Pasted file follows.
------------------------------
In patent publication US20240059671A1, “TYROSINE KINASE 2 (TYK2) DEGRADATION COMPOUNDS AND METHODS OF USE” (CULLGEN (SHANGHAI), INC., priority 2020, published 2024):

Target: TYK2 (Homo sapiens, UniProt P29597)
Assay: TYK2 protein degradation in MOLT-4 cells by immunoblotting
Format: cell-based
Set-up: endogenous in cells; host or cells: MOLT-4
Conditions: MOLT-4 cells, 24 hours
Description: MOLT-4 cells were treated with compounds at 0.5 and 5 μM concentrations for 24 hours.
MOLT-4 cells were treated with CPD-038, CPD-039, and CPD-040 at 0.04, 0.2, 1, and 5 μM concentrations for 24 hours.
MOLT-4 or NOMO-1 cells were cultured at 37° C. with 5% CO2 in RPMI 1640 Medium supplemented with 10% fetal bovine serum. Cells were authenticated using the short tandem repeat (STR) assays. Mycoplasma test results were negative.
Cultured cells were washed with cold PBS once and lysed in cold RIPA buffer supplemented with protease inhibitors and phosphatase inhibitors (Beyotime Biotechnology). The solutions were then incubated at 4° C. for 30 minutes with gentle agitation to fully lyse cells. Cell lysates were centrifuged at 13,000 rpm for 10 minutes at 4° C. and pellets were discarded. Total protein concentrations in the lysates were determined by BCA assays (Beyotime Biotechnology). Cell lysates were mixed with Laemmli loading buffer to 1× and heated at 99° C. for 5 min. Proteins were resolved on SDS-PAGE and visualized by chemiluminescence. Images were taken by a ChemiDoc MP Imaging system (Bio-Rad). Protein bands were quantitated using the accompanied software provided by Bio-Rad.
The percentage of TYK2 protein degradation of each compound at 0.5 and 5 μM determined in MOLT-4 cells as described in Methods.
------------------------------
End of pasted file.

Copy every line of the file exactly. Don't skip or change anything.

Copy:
In patent publication US20240059671A1, “TYROSINE KINASE 2 (TYK2) DEGRADATION COMPOUNDS AND METHODS OF USE” (CULLGEN (SHANGHAI), INC., priority 2020, published 2024):

Target: TYK2 (Homo sapiens, UniProt P29597)
Assay: TYK2 protein degradation in MOLT-4 cells by immunoblotting
Format: cell-based
Set-up: endogenous in cells; host or cells: MOLT-4
Conditions: MOLT-4 cells, 24 hours
Description: MOLT-4 cells were treated with compounds at 0.5 and 5 μM concentrations for 24 hours.
MOLT-4 cells were treated with CPD-038, CPD-039, and CPD-040 at 0.04, 0.2, 1, and 5 μM concentrations for 24 hours.
MOLT-4 or NOMO-1 cells were cultured at 37° C. with 5% CO2 in RPMI 1640 Medium supplemented with 10% fetal bovine serum. Cells were authenticated using the short tandem repeat (STR) assays. Mycoplasma test results were negative.
Cultured cells were washed with cold PBS once and lysed in cold RIPA buffer supplemented with protease inhibitors and phosphatase inhibitors (Beyotime Biotechnology). The solutions were then incubated at 4° C. for 30 minutes with gentle agitation to fully lyse cells. Cell lysates were centrifuged at 13,000 rpm for 10 minutes at 4° C. and pellets were discarded. Total protein concentrations in the lysates were determined by BCA assays (Beyotime Biotechnology). Cell lysates were mixed with Laemmli loading buffer to 1× and heated at 99° C. for 5 min. Proteins were resolved on SDS-PAGE and visualized by chemiluminescence. Images were taken by a ChemiDoc MP Imaging system (Bio-Rad). Protein bands were quantitated using the accompanied software provided by Bio-Rad.
The percentage of TYK2 protein degradation of each compound at 0.5 and 5 μM determined in MOLT-4 cells as described in Methods.